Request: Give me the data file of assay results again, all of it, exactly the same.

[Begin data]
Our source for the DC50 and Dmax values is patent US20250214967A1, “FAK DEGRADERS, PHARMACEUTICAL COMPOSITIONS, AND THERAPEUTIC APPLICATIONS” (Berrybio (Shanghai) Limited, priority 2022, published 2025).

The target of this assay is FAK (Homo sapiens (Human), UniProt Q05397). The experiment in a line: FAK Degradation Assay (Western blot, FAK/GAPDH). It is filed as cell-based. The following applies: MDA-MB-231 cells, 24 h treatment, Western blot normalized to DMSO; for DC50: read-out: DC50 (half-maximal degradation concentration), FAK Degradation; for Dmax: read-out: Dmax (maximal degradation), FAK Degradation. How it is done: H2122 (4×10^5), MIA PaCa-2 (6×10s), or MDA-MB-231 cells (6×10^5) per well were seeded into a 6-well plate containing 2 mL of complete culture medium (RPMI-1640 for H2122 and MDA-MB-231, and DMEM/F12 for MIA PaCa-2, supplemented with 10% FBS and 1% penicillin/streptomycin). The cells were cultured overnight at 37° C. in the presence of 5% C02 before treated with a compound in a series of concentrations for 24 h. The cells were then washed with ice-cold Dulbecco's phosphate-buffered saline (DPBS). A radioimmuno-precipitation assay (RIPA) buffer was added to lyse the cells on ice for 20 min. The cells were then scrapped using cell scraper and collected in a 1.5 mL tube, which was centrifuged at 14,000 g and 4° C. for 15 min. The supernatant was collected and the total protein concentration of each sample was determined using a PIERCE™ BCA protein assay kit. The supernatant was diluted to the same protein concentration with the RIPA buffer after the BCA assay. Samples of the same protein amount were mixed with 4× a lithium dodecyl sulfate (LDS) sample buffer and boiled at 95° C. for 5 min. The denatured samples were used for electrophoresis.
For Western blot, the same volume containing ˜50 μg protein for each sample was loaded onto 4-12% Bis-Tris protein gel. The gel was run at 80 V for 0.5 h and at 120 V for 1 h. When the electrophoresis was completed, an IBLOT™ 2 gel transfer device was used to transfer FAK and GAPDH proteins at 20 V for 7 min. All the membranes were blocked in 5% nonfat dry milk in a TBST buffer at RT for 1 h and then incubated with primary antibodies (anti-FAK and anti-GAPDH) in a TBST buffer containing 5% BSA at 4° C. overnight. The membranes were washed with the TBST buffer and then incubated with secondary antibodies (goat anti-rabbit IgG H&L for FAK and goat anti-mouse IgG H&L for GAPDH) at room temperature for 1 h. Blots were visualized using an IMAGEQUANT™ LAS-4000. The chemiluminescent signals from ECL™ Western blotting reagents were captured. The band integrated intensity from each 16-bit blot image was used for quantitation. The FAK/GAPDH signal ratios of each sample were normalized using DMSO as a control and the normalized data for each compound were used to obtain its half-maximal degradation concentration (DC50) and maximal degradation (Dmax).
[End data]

Our source for the DC50 and Dmax values is patent US20250214967A1, “FAK DEGRADERS, PHARMACEUTICAL COMPOSITIONS, AND THERAPEUTIC APPLICATIONS” (Berrybio (Shanghai) Limited, priority 2022, published 2025).

The target of this assay is FAK (Homo sapiens (Human), UniProt Q05397). The experiment in a line: FAK Degradation Assay (Western blot, FAK/GAPDH). It is filed as cell-based. The following applies: MDA-MB-231 cells, 24 h treatment, Western blot normalized to DMSO; for DC50: read-out: DC50 (half-maximal degradation concentration), FAK Degradation; for Dmax: read-out: Dmax (maximal degradation), FAK Degradation. How it is done: H2122 (4×10^5), MIA PaCa-2 (6×10s), or MDA-MB-231 cells (6×10^5) per well were seeded into a 6-well plate containing 2 mL of complete culture medium (RPMI-1640 for H2122 and MDA-MB-231, and DMEM/F12 for MIA PaCa-2, supplemented with 10% FBS and 1% penicillin/streptomycin). The cells were cultured overnight at 37° C. in the presence of 5% C02 before treated with a compound in a series of concentrations for 24 h. The cells were then washed with ice-cold Dulbecco's phosphate-buffered saline (DPBS). A radioimmuno-precipitation assay (RIPA) buffer was added to lyse the cells on ice for 20 min. The cells were then scrapped using cell scraper and collected in a 1.5 mL tube, which was centrifuged at 14,000 g and 4° C. for 15 min. The supernatant was collected and the total protein concentration of each sample was determined using a PIERCE™ BCA protein assay kit. The supernatant was diluted to the same protein concentration with the RIPA buffer after the BCA assay. Samples of the same protein amount were mixed with 4× a lithium dodecyl sulfate (LDS) sample buffer and boiled at 95° C. for 5 min. The denatured samples were used for electrophoresis.
For Western blot, the same volume containing ˜50 μg protein for each sample was loaded onto 4-12% Bis-Tris protein gel. The gel was run at 80 V for 0.5 h and at 120 V for 1 h. When the electrophoresis was completed, an IBLOT™ 2 gel transfer device was used to transfer FAK and GAPDH proteins at 20 V for 7 min. All the membranes were blocked in 5% nonfat dry milk in a TBST buffer at RT for 1 h and then incubated with primary antibodies (anti-FAK and anti-GAPDH) in a TBST buffer containing 5% BSA at 4° C. overnight. The membranes were washed with the TBST buffer and then incubated with secondary antibodies (goat anti-rabbit IgG H&L for FAK and goat anti-mouse IgG H&L for GAPDH) at room temperature for 1 h. Blots were visualized using an IMAGEQUANT™ LAS-4000. The chemiluminescent signals from ECL™ Western blotting reagents were captured. The band integrated intensity from each 16-bit blot image was used for quantitation. The FAK/GAPDH signal ratios of each sample were normalized using DMSO as a control and the normalized data for each compound were used to obtain its half-maximal degradation concentration (DC50) and maximal degradation (Dmax).